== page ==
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Next time maybe you should try a goat: Programming with a little creativity

Someone sent me a video on self-defense a while back showing the various ways people respond when threatened.  It noted that we automatically think of ‘weapon-like’ objects for self-defense. We may not actually have a knife or club but we grab a letter-opener, baseball bat or broomstick. The sender noted that other objects can be equally effective – whacking someone on the head with your laptop could make a substantial impact – although probably not good if data conservation is high on your priority list. My favorite video seemed to be a villager in eastern Europe with his small child. When threatened by an intruder, the father picked up a goat (yes, a goat), swung it by its feet and beat off the intruder.

I am really not interested in whether or not this is an urban legend, the aerodynamics or physics of impact of goat horns to the head going at a given velocity, nor am I advocating goats as the new weapon of choice, so if you want to comment on any of those things or you are a member of PETA, don’t contact me.

My point is that we often limit ourselves to familiar ways of solving a problem when better ones are available. A prime example of this is people who all took the same classes on database design and learned about the infamous star schema, and the importance of having whole bunches of tables to expedite the speed of access. They don’t seem to have gotten the memo that their education is only relevant if one of the following is true:

  1. You work for Amazon, the Social Security Administration, Google or other site that handles hundreds of millions of records.
  2. You are living in the previous century.
  3. You live in the country where technology is approximately equivalent to that of the family in the goat-swinging video.

If none of the above are true, you are wasting everyone’s time and are an annoyance to me personally. One of the reasons that we did all of this with the tables and the look-up and the binders saying what was where is because it saved us oodles of computer time, at one point – that point was back in the 1990s, which in technology time is about equivalent to back when our ancestors where dancing with Australopithecus if you happen not to believe in evolution (which I am guessing by looking at your code).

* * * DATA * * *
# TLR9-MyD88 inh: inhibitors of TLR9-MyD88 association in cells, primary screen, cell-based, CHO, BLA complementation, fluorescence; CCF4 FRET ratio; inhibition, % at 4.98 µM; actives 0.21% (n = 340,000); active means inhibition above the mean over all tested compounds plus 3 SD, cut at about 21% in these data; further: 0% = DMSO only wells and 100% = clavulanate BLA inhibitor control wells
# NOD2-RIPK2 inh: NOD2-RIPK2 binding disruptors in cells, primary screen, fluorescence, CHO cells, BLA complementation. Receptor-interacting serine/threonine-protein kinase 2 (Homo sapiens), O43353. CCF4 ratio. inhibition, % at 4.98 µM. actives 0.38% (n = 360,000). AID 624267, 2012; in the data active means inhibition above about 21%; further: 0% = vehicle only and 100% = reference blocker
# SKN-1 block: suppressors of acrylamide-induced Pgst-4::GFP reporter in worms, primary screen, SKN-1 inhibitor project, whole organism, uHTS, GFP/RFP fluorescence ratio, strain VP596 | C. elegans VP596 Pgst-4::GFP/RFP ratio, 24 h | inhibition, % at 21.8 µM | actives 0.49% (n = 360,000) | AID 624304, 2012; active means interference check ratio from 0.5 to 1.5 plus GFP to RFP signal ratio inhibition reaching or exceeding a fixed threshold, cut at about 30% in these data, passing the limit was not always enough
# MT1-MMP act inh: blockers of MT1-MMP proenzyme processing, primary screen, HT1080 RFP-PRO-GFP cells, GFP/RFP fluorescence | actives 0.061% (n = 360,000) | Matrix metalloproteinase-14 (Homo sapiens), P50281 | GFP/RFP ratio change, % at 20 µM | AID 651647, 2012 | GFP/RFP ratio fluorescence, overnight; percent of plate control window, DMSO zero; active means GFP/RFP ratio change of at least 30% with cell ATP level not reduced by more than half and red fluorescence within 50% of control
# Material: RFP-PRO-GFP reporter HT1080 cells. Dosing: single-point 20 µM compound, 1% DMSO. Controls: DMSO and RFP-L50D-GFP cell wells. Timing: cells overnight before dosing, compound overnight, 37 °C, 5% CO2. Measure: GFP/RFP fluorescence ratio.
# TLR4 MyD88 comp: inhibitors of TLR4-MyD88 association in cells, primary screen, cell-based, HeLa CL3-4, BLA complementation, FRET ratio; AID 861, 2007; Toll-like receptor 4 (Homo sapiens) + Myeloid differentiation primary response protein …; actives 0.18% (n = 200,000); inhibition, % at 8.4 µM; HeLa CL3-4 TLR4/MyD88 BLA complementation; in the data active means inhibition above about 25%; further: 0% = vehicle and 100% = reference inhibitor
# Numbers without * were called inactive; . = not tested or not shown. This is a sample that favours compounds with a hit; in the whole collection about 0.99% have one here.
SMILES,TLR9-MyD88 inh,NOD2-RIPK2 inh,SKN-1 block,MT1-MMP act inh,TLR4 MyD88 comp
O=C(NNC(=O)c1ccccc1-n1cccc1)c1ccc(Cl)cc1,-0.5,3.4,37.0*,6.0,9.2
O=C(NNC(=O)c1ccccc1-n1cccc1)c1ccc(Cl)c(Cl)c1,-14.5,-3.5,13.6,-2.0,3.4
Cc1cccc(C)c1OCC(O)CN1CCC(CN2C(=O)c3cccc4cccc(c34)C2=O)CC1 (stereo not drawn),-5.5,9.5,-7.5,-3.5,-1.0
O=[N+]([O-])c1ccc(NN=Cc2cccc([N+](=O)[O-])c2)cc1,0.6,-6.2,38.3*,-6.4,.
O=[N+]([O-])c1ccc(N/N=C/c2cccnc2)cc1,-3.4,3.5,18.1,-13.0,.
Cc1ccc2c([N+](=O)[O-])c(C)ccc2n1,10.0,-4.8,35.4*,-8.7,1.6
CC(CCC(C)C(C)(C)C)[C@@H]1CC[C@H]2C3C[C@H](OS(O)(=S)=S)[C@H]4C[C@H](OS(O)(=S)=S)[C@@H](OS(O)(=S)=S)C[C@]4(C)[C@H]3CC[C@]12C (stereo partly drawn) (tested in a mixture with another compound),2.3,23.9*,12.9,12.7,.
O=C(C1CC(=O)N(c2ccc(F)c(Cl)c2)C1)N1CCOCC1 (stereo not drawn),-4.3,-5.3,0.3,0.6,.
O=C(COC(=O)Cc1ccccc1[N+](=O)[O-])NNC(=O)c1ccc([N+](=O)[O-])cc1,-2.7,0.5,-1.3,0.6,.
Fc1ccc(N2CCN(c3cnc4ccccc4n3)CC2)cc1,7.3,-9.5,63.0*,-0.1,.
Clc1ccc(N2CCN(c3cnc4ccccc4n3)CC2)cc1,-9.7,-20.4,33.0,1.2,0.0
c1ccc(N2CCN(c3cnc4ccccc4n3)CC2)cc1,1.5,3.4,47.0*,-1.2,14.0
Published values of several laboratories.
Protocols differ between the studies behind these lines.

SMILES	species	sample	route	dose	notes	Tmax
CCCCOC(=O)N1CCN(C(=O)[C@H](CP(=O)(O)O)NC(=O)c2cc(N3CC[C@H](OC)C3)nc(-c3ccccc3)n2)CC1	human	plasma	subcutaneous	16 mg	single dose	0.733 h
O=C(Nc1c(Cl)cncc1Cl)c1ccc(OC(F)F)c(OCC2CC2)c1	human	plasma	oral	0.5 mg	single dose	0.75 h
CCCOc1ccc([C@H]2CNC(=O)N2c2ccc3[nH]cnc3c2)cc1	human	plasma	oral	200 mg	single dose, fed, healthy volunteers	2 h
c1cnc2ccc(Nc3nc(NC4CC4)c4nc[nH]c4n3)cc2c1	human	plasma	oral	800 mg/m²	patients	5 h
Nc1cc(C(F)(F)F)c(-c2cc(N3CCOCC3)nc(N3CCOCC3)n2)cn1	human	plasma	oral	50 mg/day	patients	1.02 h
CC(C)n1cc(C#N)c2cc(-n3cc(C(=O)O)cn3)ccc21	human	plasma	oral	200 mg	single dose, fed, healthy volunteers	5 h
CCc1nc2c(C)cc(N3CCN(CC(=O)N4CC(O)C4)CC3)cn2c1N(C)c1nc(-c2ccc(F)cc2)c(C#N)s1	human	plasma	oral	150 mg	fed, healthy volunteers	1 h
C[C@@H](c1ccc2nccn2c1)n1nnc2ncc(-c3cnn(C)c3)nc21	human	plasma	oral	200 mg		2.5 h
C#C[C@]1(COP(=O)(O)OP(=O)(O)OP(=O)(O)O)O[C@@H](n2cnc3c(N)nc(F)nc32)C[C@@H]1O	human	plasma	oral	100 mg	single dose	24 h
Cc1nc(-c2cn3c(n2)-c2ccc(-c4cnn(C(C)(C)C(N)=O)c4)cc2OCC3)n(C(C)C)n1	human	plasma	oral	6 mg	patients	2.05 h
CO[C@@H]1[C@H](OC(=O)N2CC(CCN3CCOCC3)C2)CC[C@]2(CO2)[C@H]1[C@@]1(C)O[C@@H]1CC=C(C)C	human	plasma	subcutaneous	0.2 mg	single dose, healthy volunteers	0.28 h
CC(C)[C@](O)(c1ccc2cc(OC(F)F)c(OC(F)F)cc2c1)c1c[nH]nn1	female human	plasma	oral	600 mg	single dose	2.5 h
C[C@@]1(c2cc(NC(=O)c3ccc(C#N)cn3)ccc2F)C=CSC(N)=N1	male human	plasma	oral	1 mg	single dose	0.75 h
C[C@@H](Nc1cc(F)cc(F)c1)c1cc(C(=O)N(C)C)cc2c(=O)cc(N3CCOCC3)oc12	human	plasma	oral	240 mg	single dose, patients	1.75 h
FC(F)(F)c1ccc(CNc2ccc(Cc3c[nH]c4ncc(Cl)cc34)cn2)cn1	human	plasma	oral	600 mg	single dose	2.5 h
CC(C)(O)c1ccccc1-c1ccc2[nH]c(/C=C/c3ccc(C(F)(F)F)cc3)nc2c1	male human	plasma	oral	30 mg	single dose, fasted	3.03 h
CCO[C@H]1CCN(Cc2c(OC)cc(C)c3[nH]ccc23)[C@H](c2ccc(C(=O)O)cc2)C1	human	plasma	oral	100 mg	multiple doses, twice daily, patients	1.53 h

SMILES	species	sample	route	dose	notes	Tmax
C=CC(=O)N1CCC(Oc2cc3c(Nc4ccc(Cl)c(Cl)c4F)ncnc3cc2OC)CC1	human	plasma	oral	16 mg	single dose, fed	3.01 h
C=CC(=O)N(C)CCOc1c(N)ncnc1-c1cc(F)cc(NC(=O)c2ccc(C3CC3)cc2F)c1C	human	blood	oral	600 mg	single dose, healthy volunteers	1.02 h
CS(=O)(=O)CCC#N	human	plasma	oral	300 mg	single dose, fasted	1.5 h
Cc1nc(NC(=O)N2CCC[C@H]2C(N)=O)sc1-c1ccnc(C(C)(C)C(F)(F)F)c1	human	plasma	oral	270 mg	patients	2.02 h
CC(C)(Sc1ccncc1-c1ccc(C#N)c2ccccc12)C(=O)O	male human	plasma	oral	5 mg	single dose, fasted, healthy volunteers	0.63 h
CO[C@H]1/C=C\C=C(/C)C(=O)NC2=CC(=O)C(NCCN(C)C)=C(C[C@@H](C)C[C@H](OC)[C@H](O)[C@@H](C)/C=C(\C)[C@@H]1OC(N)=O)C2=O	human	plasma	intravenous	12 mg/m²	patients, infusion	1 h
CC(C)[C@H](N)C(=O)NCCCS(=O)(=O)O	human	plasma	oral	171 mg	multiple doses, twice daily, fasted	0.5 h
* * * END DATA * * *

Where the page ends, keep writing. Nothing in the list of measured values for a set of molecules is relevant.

For the umpteenth (def: umpteen – a number that comes before umpteen and one) time, I am working with a database that has about twenty different tables and around 50,000 records. There is not one unique id that fits all of these tables. This is the standard sort of thing where you have a customer id, product id, sales id and you merge them altogether, do table look-ups and so on to get, for example, the total purchases and dollar value of a given customer. Do you know what I did? I merged all twenty tables together to be one SAS dataset. The whole thing took about 85 MB, which can fit on even the cheapest flash drive. Rather than having to document what is in each of the twenty tables and where to look, I can just do a proc contents. I don’t have to spend any time worrying about which table or query has the data I need. It is all in one spot. This dataset with the 50,000 records and less than a hundred variables is not the dumbest example of  this sort of thing I have seen. More often than I care to recount I have seen this key table + student records table + student profile table etc. ad nauseum sort of design for datasets with 500 people or less.

Okay, there are some REALLY good programmers I know who are self-taught. However, there are also some people who learned one thing, read a book on Access, took a six-month course, whatever and for the rest of their lives pound every problem into the same round hole whether it makes any sense or not.

Listen, if you are managing the data for a small project or company, think about doing it with SAS. Just enter the damn data into one file. You can do your reports, graphs, statistics – and documentation is easy because it is all in one spot. You could also use SPSS. It even comes with a data entry tool (costs extra over the base package).

gargoyleMany, many years ago I remember doing data entry screens in SAS, if you need that sort of thing. It was either with FSP or SAS AF, both of which have kind of faded in my memory due to disuse, just like that course I took in college on Medieval Economic History to fill some graduation requirement.  Really, if you only have a few hundred records to enter, it’s probably not even worth it. Just open a SAS or SPSS dataset, create some variables and enter the @#% data.  The multiple tables with key fields solution is equivalent to bringing in sword-wielding mummies back from the dead to defend your family when you could have accomplished the same task just by swinging a goat.

Happy Halloween.

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One Comment

  1. Well, that’s one set of problems. What I see are databases constructed without the slightest concept of normalization; typically a single table with (shudder) repeating fields.

    When trying to use this stuff people replicate the textbook data anomalies, count things multiple times or not at all, have different versions of information in different places, and twist themselves into topologically fascinating shapes trying to sort it all out.

    Not that database overdesign (or overelaborate programming) is good. Nor is lack of flexibility. But you have a problem possible only in rarified air.

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